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I have a backup external USB drive.

I wonder how to tell the system to always mount it read only without explicitly telling him everytime

sudo mount -o ro /dev/sde1 /media/backup

Note: My drive is not always attached to the system. I only attach it when I need something important from the backup. So I don't want't to edit ftsab and when booting up it tells me that it has failed to mount drive because it doesn't exist

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Did you try the solutions proposed here, replacing rw (read+write) with just r in your case? – Sylvain Pineau Mar 14 '14 at 17:42
@SylvainPineau I read the post and unfortunately I couldn't solve my problem – kirchberger Mar 15 '14 at 6:02
up vote 3 down vote accepted

You can still set this up using fstab, just don't set it to be mounted automatically. Get the UUID of your drive (you can use blkid for that) and add this line to your /etc/fstab:

UUID=123-ABC   /media/backup  ntfs   ro,noauto,users   0   0

Change the UUID for whatever your's is and the ntfs to your filesystem. Now, the drive won't be mounted automatically (noauto) but it can be mounted manually by a normal user with:

mount /media/backup

To make this work automatically in nautilus, use this line in /etc/fstab instead (thanks @Braiam):

UUID=123-ABC /media/backup auto noauto,nosuid,nodev,nofail,x-gvfs-show,ro 0 0
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ok it works from terminal but not from nautilus. the error is: Unprivileged user can not mount NTFS block devices using the external FUSE library. Either mount the volume as root, or rebuild NTFS-3G with integrated FUSE support and make it setuid root. – kirchberger Mar 14 '14 at 17:58
@kirchberger see updated answer, this one should work on 12.04. – terdon Mar 15 '14 at 18:58
x-gvfs-show is giving me a stuck ubuntu boot! – kirchberger Mar 19 '14 at 16:23
@kirchberger try adding noauto as well (see updated answer). It is probably stuck because it is expecting the disk to be present. – terdon Mar 19 '14 at 16:32

One method for doing this would be to explicitly set the mount options through the disks GUI.

Step #1

                                       ss #1

Step #2

Navigate to the USB HDD.

      ss #2

Step #3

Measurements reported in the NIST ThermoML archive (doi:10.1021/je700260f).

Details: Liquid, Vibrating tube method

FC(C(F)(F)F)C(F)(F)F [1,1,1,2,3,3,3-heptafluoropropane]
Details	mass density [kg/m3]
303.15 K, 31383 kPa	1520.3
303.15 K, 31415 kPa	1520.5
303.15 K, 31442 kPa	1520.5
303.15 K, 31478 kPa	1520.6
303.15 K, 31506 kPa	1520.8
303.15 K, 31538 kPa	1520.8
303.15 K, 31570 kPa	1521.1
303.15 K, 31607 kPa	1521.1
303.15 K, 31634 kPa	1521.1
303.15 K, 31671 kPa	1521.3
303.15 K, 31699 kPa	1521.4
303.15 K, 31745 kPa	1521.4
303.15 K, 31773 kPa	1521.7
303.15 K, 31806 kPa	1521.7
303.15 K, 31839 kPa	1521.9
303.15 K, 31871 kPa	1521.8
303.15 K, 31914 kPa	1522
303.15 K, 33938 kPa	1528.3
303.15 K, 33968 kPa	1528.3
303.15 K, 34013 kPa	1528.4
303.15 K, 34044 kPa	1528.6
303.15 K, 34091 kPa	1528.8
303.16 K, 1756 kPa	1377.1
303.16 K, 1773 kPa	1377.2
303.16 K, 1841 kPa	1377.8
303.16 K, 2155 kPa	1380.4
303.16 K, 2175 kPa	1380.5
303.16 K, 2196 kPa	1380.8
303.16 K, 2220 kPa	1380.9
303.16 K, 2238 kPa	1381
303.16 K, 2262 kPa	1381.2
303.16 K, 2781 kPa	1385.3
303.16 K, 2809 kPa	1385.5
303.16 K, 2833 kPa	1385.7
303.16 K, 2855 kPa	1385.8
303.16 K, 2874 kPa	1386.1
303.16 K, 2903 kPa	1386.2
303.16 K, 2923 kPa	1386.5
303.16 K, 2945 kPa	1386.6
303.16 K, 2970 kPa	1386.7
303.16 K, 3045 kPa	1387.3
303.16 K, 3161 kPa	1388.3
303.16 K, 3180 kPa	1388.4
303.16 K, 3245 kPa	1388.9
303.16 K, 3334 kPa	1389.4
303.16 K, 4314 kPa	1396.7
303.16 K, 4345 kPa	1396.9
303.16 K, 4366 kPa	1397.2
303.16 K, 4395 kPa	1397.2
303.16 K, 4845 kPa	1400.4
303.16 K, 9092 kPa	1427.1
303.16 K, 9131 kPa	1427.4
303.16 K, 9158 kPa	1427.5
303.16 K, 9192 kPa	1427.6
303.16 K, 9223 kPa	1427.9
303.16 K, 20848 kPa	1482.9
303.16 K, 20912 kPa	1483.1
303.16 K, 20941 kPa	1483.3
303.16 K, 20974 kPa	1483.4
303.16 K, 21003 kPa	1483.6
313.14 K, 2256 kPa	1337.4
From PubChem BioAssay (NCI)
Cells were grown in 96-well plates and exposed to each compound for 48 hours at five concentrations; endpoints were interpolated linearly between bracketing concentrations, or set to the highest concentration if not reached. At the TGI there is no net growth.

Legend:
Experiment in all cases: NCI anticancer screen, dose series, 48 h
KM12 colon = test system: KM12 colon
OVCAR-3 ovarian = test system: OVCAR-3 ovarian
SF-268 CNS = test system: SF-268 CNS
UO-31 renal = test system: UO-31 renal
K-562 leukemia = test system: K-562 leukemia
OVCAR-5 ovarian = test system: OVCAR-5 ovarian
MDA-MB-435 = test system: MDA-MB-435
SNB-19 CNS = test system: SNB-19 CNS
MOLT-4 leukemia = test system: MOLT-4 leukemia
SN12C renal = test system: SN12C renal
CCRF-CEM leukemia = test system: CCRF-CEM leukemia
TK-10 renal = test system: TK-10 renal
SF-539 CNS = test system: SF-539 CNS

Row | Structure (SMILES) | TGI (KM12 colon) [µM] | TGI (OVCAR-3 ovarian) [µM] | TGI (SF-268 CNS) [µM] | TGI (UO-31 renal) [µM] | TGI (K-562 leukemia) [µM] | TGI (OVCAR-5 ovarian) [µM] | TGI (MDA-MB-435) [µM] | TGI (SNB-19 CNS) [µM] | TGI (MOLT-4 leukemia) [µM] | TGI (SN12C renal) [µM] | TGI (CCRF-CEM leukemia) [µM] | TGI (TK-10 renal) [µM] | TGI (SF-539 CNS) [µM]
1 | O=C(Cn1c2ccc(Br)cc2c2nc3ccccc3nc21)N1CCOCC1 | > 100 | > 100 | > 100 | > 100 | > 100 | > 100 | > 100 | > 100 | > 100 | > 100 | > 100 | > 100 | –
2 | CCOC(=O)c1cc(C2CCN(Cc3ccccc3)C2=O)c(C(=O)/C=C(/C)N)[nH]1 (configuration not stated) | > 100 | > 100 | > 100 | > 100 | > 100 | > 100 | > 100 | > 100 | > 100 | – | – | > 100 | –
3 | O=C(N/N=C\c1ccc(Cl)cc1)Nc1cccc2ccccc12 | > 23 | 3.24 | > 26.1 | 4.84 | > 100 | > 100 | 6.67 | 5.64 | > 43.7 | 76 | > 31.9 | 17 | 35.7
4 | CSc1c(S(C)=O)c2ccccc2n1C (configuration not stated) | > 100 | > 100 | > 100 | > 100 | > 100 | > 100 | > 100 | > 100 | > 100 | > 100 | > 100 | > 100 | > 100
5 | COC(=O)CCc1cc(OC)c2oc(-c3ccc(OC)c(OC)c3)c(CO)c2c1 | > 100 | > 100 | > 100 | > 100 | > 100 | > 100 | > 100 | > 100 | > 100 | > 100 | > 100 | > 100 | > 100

Select the partition on the USB HDD you'd like to have mounted read only.

                          ss #3

Step #4

  1. From the next window that you get, move the button to the left, under the option ‘Automatic Mount Options’, to get access to the settings.
  2. Now, remove the check-mark under the option ‘Mount at startup’. You can let it stay enabled too, but I prefer to let Nautilus (file manager) mount the partitions, after the desktop is loaded, to speed up the boot-up process.
  3. Then, as shown in the below screenshot, you will see a field that says nosuid,nodev,nofail,x-gvfs-show.

Now all you have to do is, simply copy and paste the below code, and add (paste) it to the end of that text line (without a space). This will make the HDD mounted read only:


         ss #4

Step #5

Once done, click on the ‘OK’ button at the bottom, when asked enter your administrative password, and now you are done!.

Now try opening the partition in Nautilus (or any utility) and you will notice that you no longer can ‘Cut’ or ‘Delete’ files inside it, as it is mounted with read-only permissions.

To disable it later, you wanted to re-enable the read-write support, then simply remove that manually added ,ro code (or, you can also move that top button to the right side, until you see the option ‘ON), and save your changes. That's it!.

Source: How to Easily make ‘NTFS’ Partitions read-only in Ubuntu 12.10?

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You are awesome. I have a pc with ubuntu 12.10 and your answer is a great fir with it. But my main pc is ubuntu 12.04 and I have the old disk utility that doesn't have these mount options :( – kirchberger Mar 15 '14 at 6:01
+1 for 13.10 But I have ubuntu 12.04 – kirchberger Mar 15 '14 at 6:41
@kirchberger - wish I'd known that, I figured you had 12.10 at least. Oh well.... – slm Mar 15 '14 at 12:12

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